Last update: 16:43 | 18/01/2017
While Intel is cutting jobs globally, Intel Products Vietnam (IPV) has plans to increase investment in 2017.
Sherry Boger, general director of Intel Products Vietnam (IPV), said that the company’s achievements over the past 10 years have inspired IPV to continue investment and expansion in the future. The firm’s investment in its Saigon Hi-tech Park (SHTP)-based plant has reached $1.04 billion.
According to VIR, Intel has a quick and effective disbursement because the US chipmaker has closed some of its international facilities and transferred equipment to Vietnam for the production of the Haswell CPU. It is a fourth generation Intel Core processor, used for desktop and laptop PCs.
Previously, the plant in SHTP assembled and tested chips for laptops and mobile devices, in addition to the system on a chip (SOC) in 2013.
During the launch of the Haswell CPU processor in late July 2014, Borger said that the new made-in-Vietnam product will improve Intel’s testing and assembling capacity globally.
“We chose Vietnam because the Vietnam manufacturing site is the largest overseas facility of Intel,” Borger said. “The error rate of the made-in-Vietnam chips is low, so 80 per cent of the semiconductor chips used in computers around the world could be made by the Intel plant in Vietnam.”
By the end of 2016, the Intel plant in SHTP has achieved a total output of 600 million units. IPV has assembled and tested 26 production lines including chips for wrist devices and unmanned aerial vehicles.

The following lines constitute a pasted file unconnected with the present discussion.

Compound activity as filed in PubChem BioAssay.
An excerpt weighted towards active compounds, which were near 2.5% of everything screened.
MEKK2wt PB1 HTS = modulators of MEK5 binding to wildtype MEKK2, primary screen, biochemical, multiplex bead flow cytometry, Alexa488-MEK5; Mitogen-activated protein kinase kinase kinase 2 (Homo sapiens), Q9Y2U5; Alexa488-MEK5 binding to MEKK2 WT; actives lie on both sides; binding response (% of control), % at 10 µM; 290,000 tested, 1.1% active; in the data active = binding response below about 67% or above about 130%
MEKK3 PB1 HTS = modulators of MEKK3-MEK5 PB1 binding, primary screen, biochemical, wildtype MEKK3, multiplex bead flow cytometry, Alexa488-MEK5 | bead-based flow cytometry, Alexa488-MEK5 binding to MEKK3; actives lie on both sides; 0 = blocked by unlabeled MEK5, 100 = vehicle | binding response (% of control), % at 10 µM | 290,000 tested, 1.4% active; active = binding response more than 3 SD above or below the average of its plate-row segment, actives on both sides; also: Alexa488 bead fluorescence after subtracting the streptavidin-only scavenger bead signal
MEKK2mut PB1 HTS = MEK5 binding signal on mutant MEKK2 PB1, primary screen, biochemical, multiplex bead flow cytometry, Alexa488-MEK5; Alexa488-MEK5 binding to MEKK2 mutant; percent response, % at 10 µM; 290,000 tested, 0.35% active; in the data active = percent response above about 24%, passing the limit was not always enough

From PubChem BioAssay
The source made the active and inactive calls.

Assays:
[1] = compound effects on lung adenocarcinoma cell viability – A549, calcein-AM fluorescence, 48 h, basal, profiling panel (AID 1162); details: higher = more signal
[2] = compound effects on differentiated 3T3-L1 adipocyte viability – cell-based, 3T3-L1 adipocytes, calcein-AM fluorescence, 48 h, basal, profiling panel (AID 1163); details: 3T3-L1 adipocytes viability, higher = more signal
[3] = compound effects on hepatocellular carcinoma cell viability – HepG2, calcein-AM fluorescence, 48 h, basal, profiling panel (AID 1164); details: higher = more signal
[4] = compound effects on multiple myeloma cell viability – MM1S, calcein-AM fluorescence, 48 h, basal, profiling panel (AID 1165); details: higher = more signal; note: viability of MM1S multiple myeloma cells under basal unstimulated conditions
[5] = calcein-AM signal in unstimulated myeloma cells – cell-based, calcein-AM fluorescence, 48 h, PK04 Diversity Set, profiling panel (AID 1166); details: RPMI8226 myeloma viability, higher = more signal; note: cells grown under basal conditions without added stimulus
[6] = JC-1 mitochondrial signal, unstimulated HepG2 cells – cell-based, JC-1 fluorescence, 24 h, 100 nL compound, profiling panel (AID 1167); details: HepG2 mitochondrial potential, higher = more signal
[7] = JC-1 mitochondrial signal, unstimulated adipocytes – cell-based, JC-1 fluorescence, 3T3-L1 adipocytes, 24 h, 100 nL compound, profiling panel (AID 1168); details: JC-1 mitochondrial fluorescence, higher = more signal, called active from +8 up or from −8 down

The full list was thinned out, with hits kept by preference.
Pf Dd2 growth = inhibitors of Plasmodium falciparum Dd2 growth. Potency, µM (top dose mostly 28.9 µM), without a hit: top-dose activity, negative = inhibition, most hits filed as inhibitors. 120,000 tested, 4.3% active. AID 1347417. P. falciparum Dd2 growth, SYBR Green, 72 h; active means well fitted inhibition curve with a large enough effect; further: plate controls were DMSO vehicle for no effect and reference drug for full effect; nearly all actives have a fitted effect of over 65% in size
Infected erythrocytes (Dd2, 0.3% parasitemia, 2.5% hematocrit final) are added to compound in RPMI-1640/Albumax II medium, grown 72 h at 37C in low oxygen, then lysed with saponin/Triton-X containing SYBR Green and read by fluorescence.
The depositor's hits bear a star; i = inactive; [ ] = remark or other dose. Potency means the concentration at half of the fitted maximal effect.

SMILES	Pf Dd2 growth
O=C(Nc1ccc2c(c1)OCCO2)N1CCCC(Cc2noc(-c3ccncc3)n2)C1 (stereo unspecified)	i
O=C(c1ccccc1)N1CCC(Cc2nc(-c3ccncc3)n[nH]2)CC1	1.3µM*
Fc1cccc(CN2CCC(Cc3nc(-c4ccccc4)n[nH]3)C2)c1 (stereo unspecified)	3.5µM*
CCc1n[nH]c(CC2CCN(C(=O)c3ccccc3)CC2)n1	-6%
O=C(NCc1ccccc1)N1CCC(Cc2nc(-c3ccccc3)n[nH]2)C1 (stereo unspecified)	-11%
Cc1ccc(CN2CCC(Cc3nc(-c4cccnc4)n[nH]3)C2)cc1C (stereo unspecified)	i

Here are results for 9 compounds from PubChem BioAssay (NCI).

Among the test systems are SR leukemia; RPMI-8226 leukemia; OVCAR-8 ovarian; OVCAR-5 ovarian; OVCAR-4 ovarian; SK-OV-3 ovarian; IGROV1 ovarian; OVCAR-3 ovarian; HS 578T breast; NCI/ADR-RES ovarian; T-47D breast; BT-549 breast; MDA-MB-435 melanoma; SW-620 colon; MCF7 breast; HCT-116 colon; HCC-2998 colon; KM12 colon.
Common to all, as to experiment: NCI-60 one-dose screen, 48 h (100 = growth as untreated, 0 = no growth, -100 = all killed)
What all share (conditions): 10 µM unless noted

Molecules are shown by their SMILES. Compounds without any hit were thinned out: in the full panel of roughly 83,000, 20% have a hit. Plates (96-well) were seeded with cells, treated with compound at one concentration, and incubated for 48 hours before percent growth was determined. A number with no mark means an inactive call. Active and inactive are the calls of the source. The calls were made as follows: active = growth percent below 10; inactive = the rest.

“Intel is upbeat about the outlook of the Vietnamese plant. In 2017, we will expand Intel’s Class 10,000 clean room facility to keep up with the latest technology,” Borger said.
Intel has been shifting to focus on powering data centre infrastructure and the Internet of Things (IoT) following its global restructuring. The technology research firm Gartner predicts there will be 24 billion IoT devices by 2020.
Intel Vietnam used to produce chips in a Class 100 clean room, but they will switch to the Class 10,000 clean room to produce smaller IoT products. The expansion indicates that IPV will need more space to build the Class 10,000 clean room facility.
Intel has also joined forces with Vietnam’s VNPT Technology to set up a lab reserved for IoT, which is first of its kind in the country and among the few IoT labs in the world.
IoT is going to impact business widely, in manufacturing, retail, automobile, transport, healthcare, and real estate. As a pioneer of IoT, Intel is expected to attract more IoT suppliers to Vietnam in the future. The entry of these companies will spur demand for skilled labour to join the supply chain.
Intel Vietnam has had many initiatives to train the local workforce to meet American standards.
The Higher Engineering Education Alliance Programme (HEEAP) is the first educational project under a public-private partnership with the Accreditation Board of Engineering and Technology (ABET).
The programme has trained over 5,000 educators in eight partner universities, and granted 454 scholarships for female students from 15 colleges and vocational schools in Vietnam.